Update: According to a just-published post from Malwarebytes, a flurry of malvertising appeared over the weekend (3/12-13), almost out of the blue. It hit some of the biggest publishers in the business, including msn.com, nytimes.com, bbc.com, aol.com, my.xfinity.com, nfl.com, realtor.com, theweathernetwork.com, thehill.com, and newsweek.com. Affected networks included those owned by Google, AppNexis, AOL, and Rubicon. The attacks are flowing from two suspicious domains, including trackmytraffic[c],biz and talk915[.]pw.
The ads are also spreading on sites including answers.com, zerohedge.com, and infolinks.com, according to SpiderLabs. Legitimate mainstream sites receive the malware from domain names that are associated with compromised ad networks. The most widely seen domain name in the current campaign is brentsmedia[.]com. Whois records show it was owned by an online marketer until January 1, when the address expired. It was snapped up by its current owner on March 6, a day before the malicious ad onslaught started.
Other domain names being used in the current campaign include evangmedia[.]com and shangjiamedia[.]com. The SpiderLabs researchers speculate the people pushing the bad ads are on the lookout for expired domains containing the word "media" to capitalize on the reputation they may enjoy as a legitimate address.
The campaign underscores the vital role that smart browsing plays in staying secure online. One of the most important things users can do is to decrease what researchers refer to as their "attack surface." That means uninstalling things like Adobe Flash, Oracle Java, Microsoft Silverlight, and other third-party browser extensions unless absolutely required. The other crucial ingredient in safe browsing is installing updates as soon as they become available and using the 64-bit version of Chrome for browsing when possible. Windows users would also do well to install Windows 10 and use Microsoft's Enhanced Mitigation Experience Toolkit.
The posts didn't elaborate on the crypto ransomware being spread in the campaigns, except for the mention by SpiderLabs that it included TeslaCrypt, which so far is known to infect only Windows computers. With last week's discovery of Mac-based ransomware, users of all computing platforms should take the threat seriously.
Windows 10 Notifications
As the year-long free upgrade offer for Windows 10 nears the halfway mark, Microsoft has announced new plans to begin displaying the GWX (“Get Windows 10”) taskbar icon and upgrade prompts on business PCs that had previously been off-limits.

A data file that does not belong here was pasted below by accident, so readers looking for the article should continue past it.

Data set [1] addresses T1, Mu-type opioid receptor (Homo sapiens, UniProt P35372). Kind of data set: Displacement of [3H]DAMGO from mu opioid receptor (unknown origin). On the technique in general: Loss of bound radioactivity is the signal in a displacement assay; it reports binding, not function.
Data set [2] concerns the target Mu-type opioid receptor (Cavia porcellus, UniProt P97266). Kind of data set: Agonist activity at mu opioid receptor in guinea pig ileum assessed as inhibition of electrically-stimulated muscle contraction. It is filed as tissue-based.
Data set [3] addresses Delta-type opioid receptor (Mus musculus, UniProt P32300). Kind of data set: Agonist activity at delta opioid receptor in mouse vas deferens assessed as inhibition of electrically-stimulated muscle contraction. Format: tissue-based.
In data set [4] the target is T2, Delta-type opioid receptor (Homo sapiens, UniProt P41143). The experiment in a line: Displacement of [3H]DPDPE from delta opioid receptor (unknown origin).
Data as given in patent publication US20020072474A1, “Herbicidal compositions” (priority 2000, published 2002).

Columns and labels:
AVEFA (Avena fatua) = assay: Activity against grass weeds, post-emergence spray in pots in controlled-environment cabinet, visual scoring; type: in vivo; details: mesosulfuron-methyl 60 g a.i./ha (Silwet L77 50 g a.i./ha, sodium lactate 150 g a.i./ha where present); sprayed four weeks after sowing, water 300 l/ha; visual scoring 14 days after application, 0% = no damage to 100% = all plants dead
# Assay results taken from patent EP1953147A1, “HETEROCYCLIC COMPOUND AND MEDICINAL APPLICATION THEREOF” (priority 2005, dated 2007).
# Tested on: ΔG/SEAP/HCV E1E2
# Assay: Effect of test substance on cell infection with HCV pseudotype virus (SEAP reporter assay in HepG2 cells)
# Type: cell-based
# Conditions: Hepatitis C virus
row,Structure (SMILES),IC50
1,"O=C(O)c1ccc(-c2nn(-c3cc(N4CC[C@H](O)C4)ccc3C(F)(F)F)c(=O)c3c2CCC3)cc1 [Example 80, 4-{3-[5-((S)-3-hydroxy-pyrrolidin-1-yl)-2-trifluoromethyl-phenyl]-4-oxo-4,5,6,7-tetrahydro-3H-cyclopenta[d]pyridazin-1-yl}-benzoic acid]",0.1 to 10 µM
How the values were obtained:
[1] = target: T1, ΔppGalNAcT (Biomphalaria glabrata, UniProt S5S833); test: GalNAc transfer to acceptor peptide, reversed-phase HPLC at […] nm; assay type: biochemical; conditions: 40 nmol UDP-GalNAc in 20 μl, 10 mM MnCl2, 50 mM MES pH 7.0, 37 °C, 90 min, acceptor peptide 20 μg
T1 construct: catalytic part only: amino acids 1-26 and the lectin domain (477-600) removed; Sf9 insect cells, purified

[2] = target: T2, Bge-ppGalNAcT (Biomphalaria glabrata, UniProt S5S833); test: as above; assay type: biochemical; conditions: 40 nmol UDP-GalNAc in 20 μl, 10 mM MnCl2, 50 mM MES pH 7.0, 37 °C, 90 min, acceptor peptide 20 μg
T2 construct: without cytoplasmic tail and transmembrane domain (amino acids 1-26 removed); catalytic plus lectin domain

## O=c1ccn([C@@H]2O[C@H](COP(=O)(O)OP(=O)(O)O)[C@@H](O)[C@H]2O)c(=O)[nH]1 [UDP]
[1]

This plan does not offer a "No Thanks" button on the GWX prompts, so it will not go away. However, Microsoft has provided a means to permit IT pros to opt a customer’s PC out of the automatic upgrade and disable the GWX icon.
This new upgrade policy affects computers that are part of a company network, or “domain,” whereas originally the GWX option applied only to stand-alone (i.e. home) machines. Domain-joined PCs running Windows 7 Professional, Windows 7 Ultimate, or Windows 8.1 Pro that are configured to receive updates directly from Windows Update will begin seeing the GWX taskbar icon shortly. Domain-joined PCs that get updates through another mechanism, such as Windows Server Update Services, are not affected.
We are writing because your organization is subject to this new Microsoft upgrade policy. Our current recommendation is for organizations to hold off on updating to Windows 10 until it is more stable in the marketplace and you feel the change would be worthwhile for your company. If you wish to block this aggressive approach to updating by Microsoft, please contact SIM2K at 317.251.7920 and let us know you would like the Windows 10 blocker on your computers. It should only take a few minutes as we connect remotely and manually put the block in place.
If your company has remote users, please make arrangements for them to come into your office, connect directly to your company’s network to receive the block, then have them reboot their laptop. Or, they may call us to connect directly as stated above to install the block.
Don’t hesitate to call or send us an e-mail if you have questions or need more information on the Windows 10 update and how best to allow us to help you get this block installed on your network and employees’ computers